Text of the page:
ILWU chief warns union will not tolerate fatigue-producing shifts
James Spinosa, president of the International Longshore and Warehouse Union (ILWU), offered ideas in a press conference Thursday 'to break the jam and get the cargo moving' in the seriously congested ports of Los Angeles and Long Beach.
Spinosa's suggestions followed a warning to the Pacific Maritime Association (PMA), which hires port workers, that the ILWU would not accept rising on-the-job hazards.
The PMA should hire more casual workers (called 'casuals' by the ILWU) and move their training 'to the wee hours of the morning when there is equipment available for them to learn on,' Spinosa said.
Also helpful would be the use of container gangs, 'in which an entire team of workers is dispatched to a terminal the night before as a unit. Since members of the gang work together every day, they are more productive than gangs made up of people dispatched as individuals,' he said.
Spinosa also suggested that ports move to 24-hour gates to expedite the flow of containers. Congestion could also be relieved by setting up staging areas where truckers would pick up and drop off containers. 'Longshore drivers would move containers inside the yard,' he said.
'There's no question that the shipping industry on the West Coast is in a crisis, with dozens of ships backed up at the ports of Los Angeles and Long Beach. Diverting ships to other West Coast ports has not relieved the problem in southern California, but only spread it to those other docks,' Spinosa said in a statement.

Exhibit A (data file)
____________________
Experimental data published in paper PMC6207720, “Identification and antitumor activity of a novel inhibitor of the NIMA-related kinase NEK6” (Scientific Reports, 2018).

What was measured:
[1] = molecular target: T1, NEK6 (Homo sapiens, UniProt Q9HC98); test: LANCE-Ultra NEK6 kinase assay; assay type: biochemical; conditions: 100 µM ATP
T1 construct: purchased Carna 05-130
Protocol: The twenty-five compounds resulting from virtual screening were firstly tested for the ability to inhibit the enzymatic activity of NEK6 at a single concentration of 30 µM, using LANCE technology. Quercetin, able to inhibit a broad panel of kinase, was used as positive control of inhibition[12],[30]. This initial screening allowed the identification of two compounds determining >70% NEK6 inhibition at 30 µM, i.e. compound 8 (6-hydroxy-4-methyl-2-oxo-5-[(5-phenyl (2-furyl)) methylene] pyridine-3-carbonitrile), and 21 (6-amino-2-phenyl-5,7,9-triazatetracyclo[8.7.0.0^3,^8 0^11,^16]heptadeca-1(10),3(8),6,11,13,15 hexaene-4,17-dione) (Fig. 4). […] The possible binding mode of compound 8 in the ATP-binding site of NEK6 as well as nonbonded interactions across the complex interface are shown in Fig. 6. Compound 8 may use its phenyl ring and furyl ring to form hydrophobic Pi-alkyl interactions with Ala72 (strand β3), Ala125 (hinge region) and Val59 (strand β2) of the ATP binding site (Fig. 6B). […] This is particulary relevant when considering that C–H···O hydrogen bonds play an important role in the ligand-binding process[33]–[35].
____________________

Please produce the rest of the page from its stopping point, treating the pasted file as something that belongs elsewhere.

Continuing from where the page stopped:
'It's not as if this wasn't foreseen. Manufacturing jobs have been sent to Asia in search of cheap labor and, since little is made here any more, all those goods must be shipped in. China's monster economy continues to export at an accelerating rate, and Wal-Mart's Asian-made Christmas goods could by themselves overwhelm just about any port,' Spinosa said.
'As the railroads restricted the numbers of containers they would accept from each terminal and the docks backed up, container yards had to switch from 'wheeled' operations, where containers are stored on chassis and are ready to roll, to 'decked' operations, where containers are stacked three, four and five high,' he said.
'Decked operations require six times more skilled cargo-handling equipment operators to run top picks, side picks and strads (straddle carriers). The employers' solution has been to ask workers to double back, to work two shifts back-to-back. But fatigue is a major factor in accidents. And the congested docks with containers stacked high and more heavy equipment running around are raising the risks of an already dangerous job,' Spinosa said.
'The last time we saw a situation this bad was in 2002 when we had a record five deaths in five months. We are not going to pay the price again to save employers from their own bad decision-making, especially since we warned them well in advance,' he noted.